Leica Geosystems has two new autonomous hardware products that are pushing flying UAV laser scanning sensor and a reality capture product for robots, including SPOT from Boston Dynamics.to bold new places. Announced recently is a
The flying sensor is called BLK2FLY, and Leica Geosystems, which is a brand of global information systems company Hexagon AB, calls it the world’s first autonomous UAV laser scanning sensor. The user sets up a flight path, taps a tablet, and it flies off to accurately scan and capture the dimensions of an area or building. It’s best for inaccessible or hard to reach areas, such as facades or rooftops, or to document site conditions after a disaster.
High fidelity reality capture is critical for a number of industries, including pipeline and infrastructure inspection and construction. Drones and robots are already proving critical tools for inspection. The big difference is that UAVs take a top-down approach to scanning, whereas the scanning laser is designed to capture details with millimeter level accuracy from multiple angles, resulting in a high-fidelity representation. Weighing under 6 pounds, the UAV knows how to avoid obstacles and automatically redirects its flight path.
The second product is called BLK ARC, and it’s essentially an add-on laser sensor for robotic platforms. According to a spokesperson: “picture Boston Dynamics’ SPOT dog with an autonomous reality capture product for a head.”
Pairing the sensor with an autonomous platform like SPOT, a user is able to get visibility into dangerous or hard to reach places like waterfalls, coal mines, power plants, bridges, movie location sets, or crime scenes. Once the robot is in, the sensing system delivers accurate scans of the area. Built as a platform-agnostic sensor, the BLK ARC will work with other robotics carriers as well.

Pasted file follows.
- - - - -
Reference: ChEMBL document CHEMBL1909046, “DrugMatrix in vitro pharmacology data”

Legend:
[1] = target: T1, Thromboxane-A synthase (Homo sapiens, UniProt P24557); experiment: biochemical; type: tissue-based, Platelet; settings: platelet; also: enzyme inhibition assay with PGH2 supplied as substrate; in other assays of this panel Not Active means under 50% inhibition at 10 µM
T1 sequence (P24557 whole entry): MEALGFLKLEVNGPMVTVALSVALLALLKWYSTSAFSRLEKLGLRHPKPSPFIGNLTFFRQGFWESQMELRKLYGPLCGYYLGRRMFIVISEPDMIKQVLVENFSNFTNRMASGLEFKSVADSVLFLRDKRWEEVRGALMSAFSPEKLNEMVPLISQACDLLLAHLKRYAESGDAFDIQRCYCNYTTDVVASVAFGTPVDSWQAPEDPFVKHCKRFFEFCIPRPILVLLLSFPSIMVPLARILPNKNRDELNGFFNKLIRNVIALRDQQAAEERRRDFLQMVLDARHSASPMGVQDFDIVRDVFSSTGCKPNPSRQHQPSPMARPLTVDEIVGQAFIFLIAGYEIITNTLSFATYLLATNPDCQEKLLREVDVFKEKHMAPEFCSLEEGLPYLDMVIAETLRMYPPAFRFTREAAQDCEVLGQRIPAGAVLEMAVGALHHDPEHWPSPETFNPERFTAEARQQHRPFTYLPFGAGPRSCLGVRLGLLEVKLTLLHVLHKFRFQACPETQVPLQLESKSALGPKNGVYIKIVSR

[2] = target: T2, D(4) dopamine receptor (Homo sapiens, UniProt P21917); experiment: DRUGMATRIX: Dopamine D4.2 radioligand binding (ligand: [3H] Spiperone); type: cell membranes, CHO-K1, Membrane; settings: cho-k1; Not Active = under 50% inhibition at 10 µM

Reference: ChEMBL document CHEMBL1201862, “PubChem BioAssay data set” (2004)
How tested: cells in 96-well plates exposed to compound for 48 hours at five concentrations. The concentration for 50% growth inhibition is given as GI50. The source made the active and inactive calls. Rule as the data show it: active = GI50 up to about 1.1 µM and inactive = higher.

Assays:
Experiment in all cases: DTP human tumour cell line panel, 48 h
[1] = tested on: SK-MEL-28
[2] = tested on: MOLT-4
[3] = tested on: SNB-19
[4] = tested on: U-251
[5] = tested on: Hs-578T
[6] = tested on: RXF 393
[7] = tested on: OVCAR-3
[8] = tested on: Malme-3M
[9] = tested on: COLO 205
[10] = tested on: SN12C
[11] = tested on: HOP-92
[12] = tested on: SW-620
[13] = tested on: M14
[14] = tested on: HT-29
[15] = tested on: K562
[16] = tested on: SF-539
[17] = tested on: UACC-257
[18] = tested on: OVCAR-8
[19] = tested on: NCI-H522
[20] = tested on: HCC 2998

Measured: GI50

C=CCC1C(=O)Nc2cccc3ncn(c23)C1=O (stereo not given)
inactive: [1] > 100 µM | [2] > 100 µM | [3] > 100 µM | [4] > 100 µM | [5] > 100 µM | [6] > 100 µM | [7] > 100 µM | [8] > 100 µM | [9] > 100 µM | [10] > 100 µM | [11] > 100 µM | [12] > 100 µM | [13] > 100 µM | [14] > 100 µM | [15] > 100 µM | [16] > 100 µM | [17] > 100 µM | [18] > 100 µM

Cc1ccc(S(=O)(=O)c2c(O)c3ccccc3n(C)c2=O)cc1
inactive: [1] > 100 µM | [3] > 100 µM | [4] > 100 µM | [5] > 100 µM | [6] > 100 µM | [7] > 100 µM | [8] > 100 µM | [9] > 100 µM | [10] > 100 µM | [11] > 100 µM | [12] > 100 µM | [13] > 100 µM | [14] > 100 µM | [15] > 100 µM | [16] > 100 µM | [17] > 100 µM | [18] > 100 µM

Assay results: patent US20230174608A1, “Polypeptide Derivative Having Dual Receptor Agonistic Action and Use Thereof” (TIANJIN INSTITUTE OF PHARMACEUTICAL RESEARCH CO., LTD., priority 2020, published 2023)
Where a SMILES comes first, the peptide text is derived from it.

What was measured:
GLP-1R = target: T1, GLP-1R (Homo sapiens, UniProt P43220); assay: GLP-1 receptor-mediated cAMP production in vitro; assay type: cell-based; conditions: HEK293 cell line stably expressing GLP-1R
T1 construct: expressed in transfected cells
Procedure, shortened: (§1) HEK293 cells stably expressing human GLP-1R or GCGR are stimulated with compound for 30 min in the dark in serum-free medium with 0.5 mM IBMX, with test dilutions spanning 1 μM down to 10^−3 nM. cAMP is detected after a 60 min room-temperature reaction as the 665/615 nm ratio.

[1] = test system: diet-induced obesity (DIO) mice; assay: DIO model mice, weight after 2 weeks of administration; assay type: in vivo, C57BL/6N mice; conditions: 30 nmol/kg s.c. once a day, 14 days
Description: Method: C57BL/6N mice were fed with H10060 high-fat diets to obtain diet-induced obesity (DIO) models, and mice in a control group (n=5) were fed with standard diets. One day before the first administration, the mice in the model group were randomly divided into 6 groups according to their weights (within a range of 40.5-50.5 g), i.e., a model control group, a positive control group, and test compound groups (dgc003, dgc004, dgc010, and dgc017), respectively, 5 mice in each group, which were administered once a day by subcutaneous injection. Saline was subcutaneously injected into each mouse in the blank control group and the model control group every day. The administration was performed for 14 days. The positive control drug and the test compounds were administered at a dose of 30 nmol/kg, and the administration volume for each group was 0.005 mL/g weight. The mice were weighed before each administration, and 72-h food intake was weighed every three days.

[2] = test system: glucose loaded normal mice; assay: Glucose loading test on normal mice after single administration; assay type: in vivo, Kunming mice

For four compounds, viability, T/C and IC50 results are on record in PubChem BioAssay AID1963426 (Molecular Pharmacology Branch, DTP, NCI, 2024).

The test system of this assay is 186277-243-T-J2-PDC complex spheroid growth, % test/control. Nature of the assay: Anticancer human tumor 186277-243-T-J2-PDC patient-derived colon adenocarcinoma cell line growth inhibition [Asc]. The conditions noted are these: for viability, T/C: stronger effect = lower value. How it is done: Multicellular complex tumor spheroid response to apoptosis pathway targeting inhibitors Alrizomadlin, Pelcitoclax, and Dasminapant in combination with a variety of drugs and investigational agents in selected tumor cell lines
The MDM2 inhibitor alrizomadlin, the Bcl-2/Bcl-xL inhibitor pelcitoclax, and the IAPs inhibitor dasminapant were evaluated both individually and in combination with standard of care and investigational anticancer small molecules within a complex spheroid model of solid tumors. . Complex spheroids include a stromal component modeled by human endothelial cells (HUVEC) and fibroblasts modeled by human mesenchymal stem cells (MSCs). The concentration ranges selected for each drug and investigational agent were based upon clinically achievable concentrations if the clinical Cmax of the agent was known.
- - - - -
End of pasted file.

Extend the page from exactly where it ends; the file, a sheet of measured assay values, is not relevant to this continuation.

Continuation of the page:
“The BLK2FLY and BLK ARC illustrate Hexagon’s commitment to empowering and autonomous future with smart digital realities. The purposefully integrated sensor-software systems are tailored to bring autonomous agility and speed to any reality capture workflow,” says Hexagon President and CEO Ola Rollén. “The robots, sensors, and software work together, dynamically adjusting reality capture missions to offer seemingly limitless business applications – from as-built site documentation for buildings to monitoring and situational awareness of remote or hazardous environments, such as mines, factory floors, off-shore facilities, fire investigations and more.”
The increasing fidelity and shrinking form factor of sensors are helping drive a robotic revolution in a number of industries, particularly those with dangerous working conditions, such as mining and sectors that rely on remote infrastructure. Robotics and UAV providers are rushing to capitalize on increasing demand for critical inspection tools, particularly as infrastructure comes into the spotlight thanks to new federal attention.
By some estimates, the inspection robotics market is set to grow by $3.72 billion from 2020-2024, a CAGR of almost 19%.